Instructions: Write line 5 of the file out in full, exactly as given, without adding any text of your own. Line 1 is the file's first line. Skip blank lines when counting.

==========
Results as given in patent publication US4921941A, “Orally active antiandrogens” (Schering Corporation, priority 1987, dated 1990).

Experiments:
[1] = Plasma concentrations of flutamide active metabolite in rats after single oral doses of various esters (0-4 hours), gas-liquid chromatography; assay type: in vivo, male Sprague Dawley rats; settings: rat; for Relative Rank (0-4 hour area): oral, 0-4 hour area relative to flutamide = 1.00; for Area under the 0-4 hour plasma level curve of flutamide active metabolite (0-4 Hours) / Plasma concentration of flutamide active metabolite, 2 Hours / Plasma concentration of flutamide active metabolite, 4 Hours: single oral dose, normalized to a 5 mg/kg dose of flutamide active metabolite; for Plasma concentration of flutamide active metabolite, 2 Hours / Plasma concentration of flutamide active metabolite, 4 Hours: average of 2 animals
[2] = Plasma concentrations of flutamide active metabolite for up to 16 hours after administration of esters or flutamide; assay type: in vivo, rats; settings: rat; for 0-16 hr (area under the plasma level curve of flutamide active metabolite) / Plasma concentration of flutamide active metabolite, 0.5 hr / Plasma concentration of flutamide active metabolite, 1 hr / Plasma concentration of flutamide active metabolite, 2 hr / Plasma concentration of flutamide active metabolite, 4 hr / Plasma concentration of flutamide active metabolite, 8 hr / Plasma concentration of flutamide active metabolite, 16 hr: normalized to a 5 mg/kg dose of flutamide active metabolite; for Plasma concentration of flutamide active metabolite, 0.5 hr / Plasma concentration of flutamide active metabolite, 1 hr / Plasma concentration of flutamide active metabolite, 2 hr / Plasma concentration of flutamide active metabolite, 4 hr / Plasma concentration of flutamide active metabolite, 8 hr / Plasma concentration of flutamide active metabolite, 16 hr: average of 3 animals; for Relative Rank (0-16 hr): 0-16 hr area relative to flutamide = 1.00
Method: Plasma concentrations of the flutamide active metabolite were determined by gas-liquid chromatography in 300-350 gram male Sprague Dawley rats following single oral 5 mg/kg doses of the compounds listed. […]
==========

Method: Plasma concentrations of the flutamide active metabolite were determined by gas-liquid chromatography in 300-350 gram male Sprague Dawley rats following single oral 5 mg/kg doses of the compounds listed. […]